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[13] 4. For I do not agree with those who have recently begun to argue that soul and body perish at the same time, and that all things are destroyed by death. I give greater weight to the old-time view, whether it be that of our forefathers, who paid such reverential rites to the dead, which they surely would not have done if they had believed those rites were a matter of indifference to the [p. 123] dead; or, whether it be the view of those1 who lived in this land and by their principles and precepts brought culture to Great Greece,2 which now, I admit, is wholly destroyed, but was then flourishing; or, whether it be the view of him who was adjudged by the oracle of Apollo to be the wisest of men, who, though he would argue on most subjects now on one side and now on the other, yet always consistently maintained that human souls were of God; that upon their departure from the body a return to heaven lay open to them, and that in proportion as each soul was virtuous and just would the return be easy and direct.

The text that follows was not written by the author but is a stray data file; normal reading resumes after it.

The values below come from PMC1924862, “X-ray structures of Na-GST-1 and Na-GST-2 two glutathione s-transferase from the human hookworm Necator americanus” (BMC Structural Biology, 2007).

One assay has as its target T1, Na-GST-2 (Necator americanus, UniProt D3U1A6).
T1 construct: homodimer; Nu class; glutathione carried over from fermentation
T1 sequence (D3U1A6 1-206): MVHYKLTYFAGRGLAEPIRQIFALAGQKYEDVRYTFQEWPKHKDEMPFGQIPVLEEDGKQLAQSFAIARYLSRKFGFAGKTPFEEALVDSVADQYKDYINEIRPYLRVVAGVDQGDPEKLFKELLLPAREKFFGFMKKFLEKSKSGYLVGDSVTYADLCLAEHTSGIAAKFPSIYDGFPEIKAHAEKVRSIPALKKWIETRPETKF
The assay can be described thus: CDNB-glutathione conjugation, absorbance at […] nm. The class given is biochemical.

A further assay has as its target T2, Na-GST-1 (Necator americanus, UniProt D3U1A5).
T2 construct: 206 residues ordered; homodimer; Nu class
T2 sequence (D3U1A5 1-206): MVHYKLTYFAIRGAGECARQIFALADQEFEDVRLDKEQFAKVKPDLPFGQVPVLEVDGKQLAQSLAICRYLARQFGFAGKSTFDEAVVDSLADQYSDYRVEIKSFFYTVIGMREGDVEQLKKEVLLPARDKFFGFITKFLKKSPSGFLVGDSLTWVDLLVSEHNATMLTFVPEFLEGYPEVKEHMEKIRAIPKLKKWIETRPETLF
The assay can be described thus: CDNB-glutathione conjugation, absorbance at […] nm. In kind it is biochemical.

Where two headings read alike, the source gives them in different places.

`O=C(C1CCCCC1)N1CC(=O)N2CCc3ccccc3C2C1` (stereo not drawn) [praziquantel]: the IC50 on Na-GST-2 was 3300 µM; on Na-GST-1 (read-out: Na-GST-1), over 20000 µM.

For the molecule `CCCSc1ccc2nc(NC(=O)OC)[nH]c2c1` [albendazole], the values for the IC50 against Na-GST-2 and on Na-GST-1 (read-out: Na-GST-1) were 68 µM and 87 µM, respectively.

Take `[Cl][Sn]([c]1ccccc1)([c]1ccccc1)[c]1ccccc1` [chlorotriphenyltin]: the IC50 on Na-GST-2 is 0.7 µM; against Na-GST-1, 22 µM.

1 i.e. the Pythagoreans who had a school of philosophy at Crotona in the fifth century B.C.

2 i.e. lower Italy.

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